Jesus At The Door: Evangelism Made Easy, by Scott McNamara
[Note: This book was provided free of charge by Chosen Books in exchange for an honest review. All thoughts and opinions are my own.]
In many ways, this book reminds this reader at least of an advertisement for a smartphone app that helps make evangelism easy. In fact, the author himself refers, at some parts of the book, to his own experience as a street preacher and to his efforts at using translation services and an app by that name (perhaps it was even created by the author and his associates) to communicate with someone in a foreign language in order to try to bring them to Christ. The fact that the author appears to be of the view that a mere profession of faith in Christianity is sufficient to make one a Christian means that the attention here is focused on getting people to be hyped enough to preach about Jesus Christ and encourage people to express a belief in him, as well as to a lesser extent set up places where new believers can be encouraged in their faith, although the author does not appear to have a particularly deep understanding of God’s ways, even if he is familiar with Gospel stories, which makes him more of a sower rather than a reaper, for all of his protestation that God desires more reaping and that Christians need to be better at this.
This book is a relatively short one at about 150 pages that is divided into 14 short chapters, after a foreword and acknowledgements. The author begins with a discussion that God wants reapers and not only sowers (the author does not explain other roles like waterers and so on) (1). He talks about our responsibility to share the Gospel (2), the importance of our navigation to salvation (3), and the importance of having a relationship with God and others (4). There is a look at pedaling (and not just peddling) the Gospel (5), a look at the lack of inconvenience of good news (6), and comments that the Gospel is a sledgehammer (7). The author urges the reader to stop waiting and to harvest now (8), asks the reader to pray for the coming of the Holy Spirit (9), and talks about making friends and not converts (10). This leads to chapters about the raising of relentless reapers (11), the difference between the earthly and the eternal (12), the discussion of how it is that rescued new believers become revived (13), and some tips to close (14).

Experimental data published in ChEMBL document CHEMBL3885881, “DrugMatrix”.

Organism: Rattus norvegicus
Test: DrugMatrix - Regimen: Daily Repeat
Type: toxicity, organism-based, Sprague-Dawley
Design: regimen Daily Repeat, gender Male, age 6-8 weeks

As far as an overall impression, I find a good deal more to like than to dislike about the book. For all of my differences with the author–and there are a great many to be found here, the author is one to tangle with the ideas that people have about Christians as secret agents in enemy territory laying low and trying not to draw attention to themselves instead of as ambassadors of God’s kingdom making a public stand of the fact that the earth is ultimately under the authority and jurisdiction of a God against whom the inhabitants of the earth have rebelled against. Yet it is not as if these differences can be entirely swept under the rug. In order to be a believer of God, one has to be a follower of His ways, and it is not the profession of faith in Jesus Christ and a desire to be treated mercifully and forgiven by God for one’s sins that is the biggest barrier to genuine belief but the way that humanity shrinks from actually obeying God’s laws and following His ways, which is the mark of someone in whom the Spirit of God dwells. The lack of emphasis on godly conduct as a sign of the indwelling presence of God’s Holy Spirit is all too common but is lamentable, as godly lives are a good evangelism tool that remains largely untried in our contemporary generation.